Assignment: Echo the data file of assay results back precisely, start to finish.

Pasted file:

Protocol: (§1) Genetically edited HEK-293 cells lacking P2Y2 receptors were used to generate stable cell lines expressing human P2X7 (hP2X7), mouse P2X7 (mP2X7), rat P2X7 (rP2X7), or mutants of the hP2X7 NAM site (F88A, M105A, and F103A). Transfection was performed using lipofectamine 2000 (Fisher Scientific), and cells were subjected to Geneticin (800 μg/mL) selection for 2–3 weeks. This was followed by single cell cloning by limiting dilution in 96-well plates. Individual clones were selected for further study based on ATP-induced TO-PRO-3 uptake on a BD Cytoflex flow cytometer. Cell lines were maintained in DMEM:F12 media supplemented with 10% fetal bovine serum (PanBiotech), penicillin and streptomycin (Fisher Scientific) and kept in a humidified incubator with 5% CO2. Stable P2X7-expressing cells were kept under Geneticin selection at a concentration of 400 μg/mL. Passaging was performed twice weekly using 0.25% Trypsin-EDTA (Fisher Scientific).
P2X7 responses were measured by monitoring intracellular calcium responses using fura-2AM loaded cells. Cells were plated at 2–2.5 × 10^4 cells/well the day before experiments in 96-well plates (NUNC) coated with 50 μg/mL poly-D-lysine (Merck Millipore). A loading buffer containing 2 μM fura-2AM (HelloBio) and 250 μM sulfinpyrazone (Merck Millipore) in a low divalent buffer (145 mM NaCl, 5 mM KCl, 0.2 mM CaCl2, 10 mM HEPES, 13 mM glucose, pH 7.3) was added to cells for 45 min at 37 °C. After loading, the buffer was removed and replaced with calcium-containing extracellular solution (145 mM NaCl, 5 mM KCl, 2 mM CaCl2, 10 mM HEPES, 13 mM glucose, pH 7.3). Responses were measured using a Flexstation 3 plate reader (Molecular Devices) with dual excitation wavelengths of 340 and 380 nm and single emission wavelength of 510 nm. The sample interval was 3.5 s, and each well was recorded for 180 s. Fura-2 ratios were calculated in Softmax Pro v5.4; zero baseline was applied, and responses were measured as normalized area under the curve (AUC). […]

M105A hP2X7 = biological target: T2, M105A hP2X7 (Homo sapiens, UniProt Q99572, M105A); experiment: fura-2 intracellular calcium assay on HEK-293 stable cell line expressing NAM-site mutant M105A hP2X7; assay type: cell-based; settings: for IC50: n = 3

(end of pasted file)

Protocol: (§1) Genetically edited HEK-293 cells lacking P2Y2 receptors were used to generate stable cell lines expressing human P2X7 (hP2X7), mouse P2X7 (mP2X7), rat P2X7 (rP2X7), or mutants of the hP2X7 NAM site (F88A, M105A, and F103A). Transfection was performed using lipofectamine 2000 (Fisher Scientific), and cells were subjected to Geneticin (800 μg/mL) selection for 2–3 weeks. This was followed by single cell cloning by limiting dilution in 96-well plates. Individual clones were selected for further study based on ATP-induced TO-PRO-3 uptake on a BD Cytoflex flow cytometer. Cell lines were maintained in DMEM:F12 media supplemented with 10% fetal bovine serum (PanBiotech), penicillin and streptomycin (Fisher Scientific) and kept in a humidified incubator with 5% CO2. Stable P2X7-expressing cells were kept under Geneticin selection at a concentration of 400 μg/mL. Passaging was performed twice weekly using 0.25% Trypsin-EDTA (Fisher Scientific).
P2X7 responses were measured by monitoring intracellular calcium responses using fura-2AM loaded cells. Cells were plated at 2–2.5 × 10^4 cells/well the day before experiments in 96-well plates (NUNC) coated with 50 μg/mL poly-D-lysine (Merck Millipore). A loading buffer containing 2 μM fura-2AM (HelloBio) and 250 μM sulfinpyrazone (Merck Millipore) in a low divalent buffer (145 mM NaCl, 5 mM KCl, 0.2 mM CaCl2, 10 mM HEPES, 13 mM glucose, pH 7.3) was added to cells for 45 min at 37 °C. After loading, the buffer was removed and replaced with calcium-containing extracellular solution (145 mM NaCl, 5 mM KCl, 2 mM CaCl2, 10 mM HEPES, 13 mM glucose, pH 7.3). Responses were measured using a Flexstation 3 plate reader (Molecular Devices) with dual excitation wavelengths of 340 and 380 nm and single emission wavelength of 510 nm. The sample interval was 3.5 s, and each well was recorded for 180 s. Fura-2 ratios were calculated in Softmax Pro v5.4; zero baseline was applied, and responses were measured as normalized area under the curve (AUC). […]

M105A hP2X7 = biological target: T2, M105A hP2X7 (Homo sapiens, UniProt Q99572, M105A); experiment: fura-2 intracellular calcium assay on HEK-293 stable cell line expressing NAM-site mutant M105A hP2X7; assay type: cell-based; settings: for IC50: n = 3